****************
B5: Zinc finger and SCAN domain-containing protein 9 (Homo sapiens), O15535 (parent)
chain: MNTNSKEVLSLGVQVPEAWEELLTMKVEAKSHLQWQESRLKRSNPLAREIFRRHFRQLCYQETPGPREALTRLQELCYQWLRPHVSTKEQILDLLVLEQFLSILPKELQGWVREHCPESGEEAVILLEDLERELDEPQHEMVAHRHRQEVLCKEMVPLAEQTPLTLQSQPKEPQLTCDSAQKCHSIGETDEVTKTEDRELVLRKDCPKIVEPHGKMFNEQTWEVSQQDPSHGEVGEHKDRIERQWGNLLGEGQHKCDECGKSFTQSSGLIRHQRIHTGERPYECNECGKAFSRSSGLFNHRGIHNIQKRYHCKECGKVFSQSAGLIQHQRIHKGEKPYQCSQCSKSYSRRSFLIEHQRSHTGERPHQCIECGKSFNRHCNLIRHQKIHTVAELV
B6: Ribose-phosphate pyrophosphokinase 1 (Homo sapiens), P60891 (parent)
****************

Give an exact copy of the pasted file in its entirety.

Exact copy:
B5: Zinc finger and SCAN domain-containing protein 9 (Homo sapiens), O15535 (parent)
chain: MNTNSKEVLSLGVQVPEAWEELLTMKVEAKSHLQWQESRLKRSNPLAREIFRRHFRQLCYQETPGPREALTRLQELCYQWLRPHVSTKEQILDLLVLEQFLSILPKELQGWVREHCPESGEEAVILLEDLERELDEPQHEMVAHRHRQEVLCKEMVPLAEQTPLTLQSQPKEPQLTCDSAQKCHSIGETDEVTKTEDRELVLRKDCPKIVEPHGKMFNEQTWEVSQQDPSHGEVGEHKDRIERQWGNLLGEGQHKCDECGKSFTQSSGLIRHQRIHTGERPYECNECGKAFSRSSGLFNHRGIHNIQKRYHCKECGKVFSQSAGLIQHQRIHKGEKPYQCSQCSKSYSRRSFLIEHQRSHTGERPHQCIECGKSFNRHCNLIRHQKIHTVAELV
B6: Ribose-phosphate pyrophosphokinase 1 (Homo sapiens), P60891 (parent)